Let’s Eat Creole!

Creole food culture carries a lot of history that dates back to colonial times. The taste and flavour are underrated. So here’s an appreciative post for Creole cuisine.

Escale Créole- Moka, Mauritius

During the 16th century, colonisation occurred, and it has led to the rise of Creole people in many countries. Creoles consist of ethnic groups of people who descend from different cultures, races and languages around the world. Each Creole culture is unique in their own way, and it is rich in diversity, especially when it comes to the various cuisines which it entails. Creole people are from different parts of the world, particularly in the Caribbean, in the Indian Ocean, in South America and even in the United States. The origin of creole cuisine varies depending on the history of the country or a region. Most of them are heavily influenced by West African countries.

Creole food is packed with flavours from all the spices and herbs that are used. It consists of charred vegetables and meat with heated seasonings and delicious tomato sauce bases that they incorporate in their different foods, and it is pretty enticing. Each cooking technique and style that are used come from various parts of the world. In Haiti, the food is influenced by their French, Spanish, Arab, and West African’s heritage. One of their most famous dishes is riz collé aux pois, also known as riz national, which consist mainly of rice, red kidney beans or pinto beans and traditional Haitian spices. Creole food around the world can be distinct by the culinary touch of their history and culture, even though they resemble.

As heated as the dishes may sound, creole food has so much simplicity to it. During colonial times, the British brought indentured labourers to the islands of Mauritius and Seychelles. The latter used ingredients that were accessible to them and easy to grow or cheap to buy. As follows, classic dishes like bouillon brède, which is a soup based with green leaves, or the satini came about. They are among the simplest and most efficient food in Mauritian and Seychellois’ cuisines. Moreover, just like in many other cultures, rice is a staple food in creole cuisine. Rice dishes are regularly consumed as it is a high source of carbohydrates, and it is inexpensive. It can be prepared in different ways. In the Mauritian culture, which is highly influenced by Indian cuisine, rice is used to make dishes like briani and as a side dish to other vegetables and meat, or sweets like kheer. In Louisiana Creole Cuisine, they have the Dirty Rice, traditionally made with white rice, chicken liver or ground meat and chopped vegetables. Thus, with simple ingredients like moringa leaves, cassava, chayote, among others, Creole people prepare delicious dishes that sustain them throughout the day.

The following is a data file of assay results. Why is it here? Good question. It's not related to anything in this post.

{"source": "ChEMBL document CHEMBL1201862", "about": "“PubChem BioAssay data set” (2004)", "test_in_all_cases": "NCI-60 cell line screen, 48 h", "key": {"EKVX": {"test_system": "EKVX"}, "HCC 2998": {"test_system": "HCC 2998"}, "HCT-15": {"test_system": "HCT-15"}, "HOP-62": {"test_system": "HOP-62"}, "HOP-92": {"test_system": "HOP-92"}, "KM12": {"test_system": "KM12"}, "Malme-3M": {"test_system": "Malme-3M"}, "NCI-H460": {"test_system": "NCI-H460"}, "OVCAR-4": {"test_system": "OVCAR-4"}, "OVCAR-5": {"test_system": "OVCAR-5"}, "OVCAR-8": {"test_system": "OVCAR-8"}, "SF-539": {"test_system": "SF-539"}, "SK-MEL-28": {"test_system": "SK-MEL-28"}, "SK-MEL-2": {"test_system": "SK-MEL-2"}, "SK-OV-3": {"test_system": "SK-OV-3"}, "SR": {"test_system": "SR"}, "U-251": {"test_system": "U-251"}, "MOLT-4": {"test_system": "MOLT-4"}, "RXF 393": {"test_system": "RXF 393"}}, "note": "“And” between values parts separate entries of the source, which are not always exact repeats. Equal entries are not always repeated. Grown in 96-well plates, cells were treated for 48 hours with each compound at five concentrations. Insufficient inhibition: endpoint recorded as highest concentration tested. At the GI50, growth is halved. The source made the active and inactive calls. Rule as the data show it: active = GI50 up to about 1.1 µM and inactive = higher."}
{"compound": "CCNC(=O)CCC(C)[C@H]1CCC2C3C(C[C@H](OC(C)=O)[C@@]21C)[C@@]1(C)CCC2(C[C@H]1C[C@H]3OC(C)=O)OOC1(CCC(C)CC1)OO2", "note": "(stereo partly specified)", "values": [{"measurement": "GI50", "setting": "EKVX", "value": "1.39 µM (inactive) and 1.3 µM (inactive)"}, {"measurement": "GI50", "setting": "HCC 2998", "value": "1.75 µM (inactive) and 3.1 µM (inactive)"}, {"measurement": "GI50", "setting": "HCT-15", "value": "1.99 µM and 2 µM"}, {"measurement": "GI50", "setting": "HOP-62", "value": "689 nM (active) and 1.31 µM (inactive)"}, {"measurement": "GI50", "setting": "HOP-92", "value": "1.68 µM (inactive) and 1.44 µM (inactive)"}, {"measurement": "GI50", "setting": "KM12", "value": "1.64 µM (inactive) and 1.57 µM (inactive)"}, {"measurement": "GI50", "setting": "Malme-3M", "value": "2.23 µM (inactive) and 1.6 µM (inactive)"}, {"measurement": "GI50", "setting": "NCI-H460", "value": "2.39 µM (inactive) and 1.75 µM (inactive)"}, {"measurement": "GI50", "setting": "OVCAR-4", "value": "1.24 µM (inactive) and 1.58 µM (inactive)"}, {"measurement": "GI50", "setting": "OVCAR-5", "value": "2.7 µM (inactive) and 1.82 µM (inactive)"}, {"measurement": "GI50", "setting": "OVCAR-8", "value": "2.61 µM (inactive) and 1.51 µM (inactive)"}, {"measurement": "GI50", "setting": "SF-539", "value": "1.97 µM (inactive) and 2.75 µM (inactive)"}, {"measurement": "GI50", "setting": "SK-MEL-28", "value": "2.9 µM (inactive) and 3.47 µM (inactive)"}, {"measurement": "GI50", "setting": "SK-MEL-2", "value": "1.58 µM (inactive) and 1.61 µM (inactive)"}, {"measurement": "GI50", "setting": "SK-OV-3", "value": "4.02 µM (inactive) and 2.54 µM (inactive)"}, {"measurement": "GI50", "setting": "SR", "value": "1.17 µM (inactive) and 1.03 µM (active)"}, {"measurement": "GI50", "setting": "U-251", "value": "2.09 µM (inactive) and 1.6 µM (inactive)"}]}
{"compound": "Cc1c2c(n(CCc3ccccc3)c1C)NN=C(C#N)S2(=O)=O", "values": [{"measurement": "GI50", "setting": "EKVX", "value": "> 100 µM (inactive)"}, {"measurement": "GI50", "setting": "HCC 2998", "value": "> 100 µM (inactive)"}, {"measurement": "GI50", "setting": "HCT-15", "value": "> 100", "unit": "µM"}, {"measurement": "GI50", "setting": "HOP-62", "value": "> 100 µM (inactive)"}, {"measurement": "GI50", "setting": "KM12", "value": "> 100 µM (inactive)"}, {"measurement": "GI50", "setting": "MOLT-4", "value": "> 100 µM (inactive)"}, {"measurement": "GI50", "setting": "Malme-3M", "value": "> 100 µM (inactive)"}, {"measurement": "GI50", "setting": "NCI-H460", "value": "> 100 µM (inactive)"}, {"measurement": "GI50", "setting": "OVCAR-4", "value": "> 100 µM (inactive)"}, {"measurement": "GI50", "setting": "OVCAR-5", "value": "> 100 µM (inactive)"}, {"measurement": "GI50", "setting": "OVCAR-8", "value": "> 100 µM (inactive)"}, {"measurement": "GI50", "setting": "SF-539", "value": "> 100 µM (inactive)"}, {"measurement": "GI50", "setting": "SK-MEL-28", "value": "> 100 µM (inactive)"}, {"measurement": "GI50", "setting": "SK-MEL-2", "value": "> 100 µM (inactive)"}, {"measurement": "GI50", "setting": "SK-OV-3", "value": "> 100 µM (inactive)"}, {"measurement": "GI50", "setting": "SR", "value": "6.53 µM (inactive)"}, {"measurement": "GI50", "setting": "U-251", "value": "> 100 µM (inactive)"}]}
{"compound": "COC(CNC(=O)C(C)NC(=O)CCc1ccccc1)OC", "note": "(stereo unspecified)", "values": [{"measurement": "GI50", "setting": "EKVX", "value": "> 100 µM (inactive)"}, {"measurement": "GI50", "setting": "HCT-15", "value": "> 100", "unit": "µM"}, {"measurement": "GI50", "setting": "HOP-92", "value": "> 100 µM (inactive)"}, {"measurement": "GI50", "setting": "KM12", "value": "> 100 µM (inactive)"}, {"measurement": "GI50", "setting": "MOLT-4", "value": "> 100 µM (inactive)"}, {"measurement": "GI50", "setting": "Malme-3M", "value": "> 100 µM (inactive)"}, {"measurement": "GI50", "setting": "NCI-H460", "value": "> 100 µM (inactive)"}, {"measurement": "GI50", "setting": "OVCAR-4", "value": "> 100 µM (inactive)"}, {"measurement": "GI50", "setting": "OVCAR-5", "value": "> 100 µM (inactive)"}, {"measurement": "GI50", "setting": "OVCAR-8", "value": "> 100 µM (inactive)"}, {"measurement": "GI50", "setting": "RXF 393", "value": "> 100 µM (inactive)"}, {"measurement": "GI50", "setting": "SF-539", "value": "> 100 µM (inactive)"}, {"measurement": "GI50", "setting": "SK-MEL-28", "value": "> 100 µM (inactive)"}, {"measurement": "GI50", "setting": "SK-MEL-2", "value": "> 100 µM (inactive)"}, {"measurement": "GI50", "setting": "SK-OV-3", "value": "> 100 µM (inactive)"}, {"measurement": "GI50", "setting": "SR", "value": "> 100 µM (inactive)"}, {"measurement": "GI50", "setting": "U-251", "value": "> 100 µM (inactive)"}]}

Nonetheless, there are a lot of dishes in Creole cuisine that have a dark history. During the period of slavery, there was the creation of a lot of creole dishes. During the colonial era, in countries like Jamaica and Haiti, the plantation owners would take the meaty part of animals like cattle, cow, and chicken, and they would leave the undesirable parts to the African slaves. Ergo, many dishes such as oxtail stew, cow foot stew, chicken feet soup were created, as the poor people would find ways to sustain themselves with whatever meat was available to them. Nowadays, these dishes are considered delicacies in many societies.

Today, globalisation has led to the deracination of many traditional dishes. Food cultures around the world have been diffused with fast food, and heavily influenced by Western food culture.  Transnational corporations’ (TNCs) aim to bring global dominance, do not leave many options for local food to be preserved. In most traditional societies, fast food chains like McDonald’s have already become part of the daily routine of local people. The preparation of authentic creole food has become an occurrence in many creole households. Many traditional dishes have been toned down and crossed with food from western countries, to cater to the taste of tourists, especially in destinations, such as Mauritius and Seychelles. Is that a good thing or a bad thing? Only time will tell.


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